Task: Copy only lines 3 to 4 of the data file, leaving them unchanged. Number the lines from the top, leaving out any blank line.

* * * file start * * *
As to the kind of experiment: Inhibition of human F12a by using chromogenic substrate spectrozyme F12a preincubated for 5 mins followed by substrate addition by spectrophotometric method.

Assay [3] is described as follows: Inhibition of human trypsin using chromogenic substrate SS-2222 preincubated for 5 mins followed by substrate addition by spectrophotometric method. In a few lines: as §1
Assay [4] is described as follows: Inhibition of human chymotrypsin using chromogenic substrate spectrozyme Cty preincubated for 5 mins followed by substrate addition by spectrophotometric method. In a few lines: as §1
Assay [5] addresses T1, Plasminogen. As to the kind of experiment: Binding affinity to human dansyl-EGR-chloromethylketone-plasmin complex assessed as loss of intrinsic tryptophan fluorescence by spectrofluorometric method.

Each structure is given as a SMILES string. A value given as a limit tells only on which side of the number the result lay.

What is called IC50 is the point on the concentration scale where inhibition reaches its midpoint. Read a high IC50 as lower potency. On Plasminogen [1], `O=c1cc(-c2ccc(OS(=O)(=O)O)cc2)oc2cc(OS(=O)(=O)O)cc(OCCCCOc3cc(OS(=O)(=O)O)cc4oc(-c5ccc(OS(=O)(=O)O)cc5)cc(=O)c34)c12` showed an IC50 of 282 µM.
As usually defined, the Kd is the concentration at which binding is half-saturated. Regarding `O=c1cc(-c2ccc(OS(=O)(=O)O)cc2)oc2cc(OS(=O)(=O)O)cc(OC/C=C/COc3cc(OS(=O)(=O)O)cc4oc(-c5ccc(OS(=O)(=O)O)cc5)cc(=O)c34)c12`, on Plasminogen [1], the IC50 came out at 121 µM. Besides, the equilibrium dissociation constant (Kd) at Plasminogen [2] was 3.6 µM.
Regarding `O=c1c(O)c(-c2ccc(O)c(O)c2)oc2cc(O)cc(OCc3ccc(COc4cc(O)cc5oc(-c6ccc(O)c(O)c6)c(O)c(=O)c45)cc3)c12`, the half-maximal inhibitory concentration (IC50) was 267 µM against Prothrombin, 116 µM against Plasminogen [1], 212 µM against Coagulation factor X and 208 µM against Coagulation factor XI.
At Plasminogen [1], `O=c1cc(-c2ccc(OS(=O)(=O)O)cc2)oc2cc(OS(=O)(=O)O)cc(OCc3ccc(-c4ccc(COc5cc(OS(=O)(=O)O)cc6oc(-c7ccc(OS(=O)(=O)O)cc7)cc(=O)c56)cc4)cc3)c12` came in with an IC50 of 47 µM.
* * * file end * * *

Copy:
Assay [4] is described as follows: Inhibition of human chymotrypsin using chromogenic substrate spectrozyme Cty preincubated for 5 mins followed by substrate addition by spectrophotometric method. In a few lines: as §1
Assay [5] addresses T1, Plasminogen. As to the kind of experiment: Binding affinity to human dansyl-EGR-chloromethylketone-plasmin complex assessed as loss of intrinsic tryptophan fluorescence by spectrofluorometric method.